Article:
A while back, Carrie Rubin blogged about being an introvert and the fear of talking to a group of people. I commented to her, that about twenty years ago, I used to attend al-anon. I brought it up, because I related to her fear of talking to a group when I used to attend those meetings. Since my blog theme and most of my writing (memoirs and fiction) is about personal growth, my al-anon experience is something fitting to share.
At al-anon meetings, we sat at a table, almost like a coffee clutch. No one needed to step up to a podium like you see portrayed in fictional stories. Usually, they’d go around the table and ask who needed to talk about something. No one was expected to speak.
I attended those meetings because I had some loved ones in my life who were alcoholics. I didn’t understand why those people’s lives seemed perfectly fine, and mine was screwed up. I was very angry.
As a young newlywed in my early twenties, I was the most responsible person I knew. I took care of my home and my husband. I followed rules. I didn’t smoke or do drugs. I had a job, worked hard and paid my bills on time. I always tried to do the right thing … the virtuous thing. The alcoholics in my life were irresponsible and far from virtuous, so why was I the one with so many troubles?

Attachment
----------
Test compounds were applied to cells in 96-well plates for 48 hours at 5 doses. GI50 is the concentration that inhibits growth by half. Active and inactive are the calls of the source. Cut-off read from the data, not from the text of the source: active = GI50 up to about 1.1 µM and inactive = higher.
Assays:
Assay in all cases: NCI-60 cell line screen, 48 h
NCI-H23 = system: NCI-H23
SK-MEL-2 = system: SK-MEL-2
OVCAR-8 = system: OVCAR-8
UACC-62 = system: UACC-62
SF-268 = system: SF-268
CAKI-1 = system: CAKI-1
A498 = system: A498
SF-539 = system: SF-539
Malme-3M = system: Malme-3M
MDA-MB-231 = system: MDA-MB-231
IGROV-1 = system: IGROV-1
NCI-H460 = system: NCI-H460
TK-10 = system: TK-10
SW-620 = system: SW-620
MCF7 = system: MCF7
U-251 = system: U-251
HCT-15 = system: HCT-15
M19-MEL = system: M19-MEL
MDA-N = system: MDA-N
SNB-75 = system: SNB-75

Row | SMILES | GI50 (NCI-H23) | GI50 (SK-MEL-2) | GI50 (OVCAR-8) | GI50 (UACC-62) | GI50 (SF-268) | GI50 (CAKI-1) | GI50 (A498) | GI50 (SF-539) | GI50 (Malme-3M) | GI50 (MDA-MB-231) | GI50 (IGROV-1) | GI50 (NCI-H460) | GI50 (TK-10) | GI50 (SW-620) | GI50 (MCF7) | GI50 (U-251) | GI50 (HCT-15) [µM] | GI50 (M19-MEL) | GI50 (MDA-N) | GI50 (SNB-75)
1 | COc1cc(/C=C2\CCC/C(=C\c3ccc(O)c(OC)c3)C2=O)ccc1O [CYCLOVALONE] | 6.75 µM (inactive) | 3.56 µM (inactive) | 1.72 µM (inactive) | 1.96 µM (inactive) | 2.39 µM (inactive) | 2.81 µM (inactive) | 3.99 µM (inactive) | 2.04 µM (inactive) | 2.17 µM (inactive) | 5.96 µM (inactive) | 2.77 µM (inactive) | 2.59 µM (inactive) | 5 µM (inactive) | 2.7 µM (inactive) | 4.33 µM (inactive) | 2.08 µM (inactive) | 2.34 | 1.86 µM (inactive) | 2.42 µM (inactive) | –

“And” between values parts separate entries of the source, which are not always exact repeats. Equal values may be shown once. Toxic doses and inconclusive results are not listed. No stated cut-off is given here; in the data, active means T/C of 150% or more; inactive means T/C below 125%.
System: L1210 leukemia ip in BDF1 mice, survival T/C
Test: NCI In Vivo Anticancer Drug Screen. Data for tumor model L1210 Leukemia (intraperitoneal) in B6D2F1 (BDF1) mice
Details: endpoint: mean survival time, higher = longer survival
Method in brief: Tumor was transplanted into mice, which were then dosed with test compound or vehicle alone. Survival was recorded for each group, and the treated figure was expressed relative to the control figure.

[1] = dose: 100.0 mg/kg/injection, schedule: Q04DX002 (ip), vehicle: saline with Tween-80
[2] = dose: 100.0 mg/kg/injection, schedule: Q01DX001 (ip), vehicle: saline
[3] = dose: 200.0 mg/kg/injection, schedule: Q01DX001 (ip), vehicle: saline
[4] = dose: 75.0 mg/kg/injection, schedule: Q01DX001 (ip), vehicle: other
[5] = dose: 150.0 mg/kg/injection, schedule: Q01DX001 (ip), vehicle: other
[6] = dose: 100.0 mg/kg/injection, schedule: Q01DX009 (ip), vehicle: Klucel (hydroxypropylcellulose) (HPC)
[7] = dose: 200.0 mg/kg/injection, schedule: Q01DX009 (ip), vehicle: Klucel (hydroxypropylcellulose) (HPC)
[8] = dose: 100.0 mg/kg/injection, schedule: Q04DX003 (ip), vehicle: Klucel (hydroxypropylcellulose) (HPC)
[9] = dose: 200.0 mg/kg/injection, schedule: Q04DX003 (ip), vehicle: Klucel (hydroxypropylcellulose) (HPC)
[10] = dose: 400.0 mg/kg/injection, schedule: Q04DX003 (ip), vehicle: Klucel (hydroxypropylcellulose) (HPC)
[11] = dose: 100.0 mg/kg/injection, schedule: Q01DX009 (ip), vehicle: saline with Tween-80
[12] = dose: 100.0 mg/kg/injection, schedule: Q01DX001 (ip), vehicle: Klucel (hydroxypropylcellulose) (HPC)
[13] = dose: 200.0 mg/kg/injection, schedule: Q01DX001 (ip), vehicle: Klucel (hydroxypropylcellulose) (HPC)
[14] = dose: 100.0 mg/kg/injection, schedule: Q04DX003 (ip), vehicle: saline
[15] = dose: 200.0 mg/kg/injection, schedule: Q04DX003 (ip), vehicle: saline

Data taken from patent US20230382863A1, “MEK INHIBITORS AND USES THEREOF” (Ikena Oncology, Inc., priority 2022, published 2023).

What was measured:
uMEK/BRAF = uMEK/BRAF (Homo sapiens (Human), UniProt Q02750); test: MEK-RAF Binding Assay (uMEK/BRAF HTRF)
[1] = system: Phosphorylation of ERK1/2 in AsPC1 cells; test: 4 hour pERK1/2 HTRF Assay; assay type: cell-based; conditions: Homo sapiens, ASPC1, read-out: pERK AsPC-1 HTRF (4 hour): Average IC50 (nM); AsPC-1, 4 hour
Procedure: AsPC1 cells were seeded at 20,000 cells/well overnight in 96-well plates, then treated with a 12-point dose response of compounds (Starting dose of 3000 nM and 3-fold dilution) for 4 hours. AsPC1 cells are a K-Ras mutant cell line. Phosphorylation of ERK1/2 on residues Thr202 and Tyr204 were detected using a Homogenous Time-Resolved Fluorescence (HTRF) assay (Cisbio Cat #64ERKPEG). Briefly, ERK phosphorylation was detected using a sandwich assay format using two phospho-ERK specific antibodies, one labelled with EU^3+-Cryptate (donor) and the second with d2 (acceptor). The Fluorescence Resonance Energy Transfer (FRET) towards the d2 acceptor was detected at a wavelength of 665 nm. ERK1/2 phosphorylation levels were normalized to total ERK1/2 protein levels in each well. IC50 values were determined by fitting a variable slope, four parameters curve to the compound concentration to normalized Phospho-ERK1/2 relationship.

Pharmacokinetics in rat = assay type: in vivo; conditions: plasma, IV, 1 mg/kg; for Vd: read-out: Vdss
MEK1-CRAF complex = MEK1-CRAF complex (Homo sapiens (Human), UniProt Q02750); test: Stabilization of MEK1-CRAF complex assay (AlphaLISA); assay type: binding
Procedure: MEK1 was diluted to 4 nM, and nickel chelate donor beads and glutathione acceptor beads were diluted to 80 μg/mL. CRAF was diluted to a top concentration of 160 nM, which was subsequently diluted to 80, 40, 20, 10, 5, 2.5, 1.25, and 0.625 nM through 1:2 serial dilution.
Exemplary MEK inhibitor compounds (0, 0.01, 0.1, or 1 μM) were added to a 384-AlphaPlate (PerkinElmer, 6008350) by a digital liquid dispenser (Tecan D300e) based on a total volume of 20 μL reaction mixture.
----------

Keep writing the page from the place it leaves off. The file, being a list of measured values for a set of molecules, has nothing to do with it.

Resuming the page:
I didn’t get along with anyone, from my parents, to my husband and even feuding with friends. I had no one I trusted or felt that truly loved me. I was always on the defense, ready to pounce anyone (verbally) who looked at me cock-eyed.
I’m cutting a very long and complicated story to around 500 words. I soul-searched and God-searched, listened to advice, and faced hard truths about myself. I learned that I had been blaming everyone else for the relationship problems, when I was the one with the attitude. I’m not saying that those people in my life didn’t have difficult flaws for me to handle, but I needed to change my attitude about them.
One elderly, wise lady in al-anon used to say, “my husband never changed anything about him in his entire life, except for his underwear.” I got the message that I had to either find a way to deal with naturally flawed people (like myself) or cut them out of my life altogether.
It took lots of time, and honestly, I’m still a work in progress. But, most of my relationships got better. Those few that didn’t, fizzled out of my life.
Relationships aren’t always easy, but if we stop and pay attention, those people in our lives can be a mirror. They either reflect things in us that we aren’t willing to face or an issue that we need to learn from.
Not only that, but human interactions make great writing material for me.
And, there you go, a personal part of my life told in 508 words.
The greatest day in your life and mine is when we take total responsibility for our attitudes. That’s the day that we truly grow up. ~ John C. Maxwell
Have you ever had to face a hard truth about yourself? Is it something you’d be willing to share?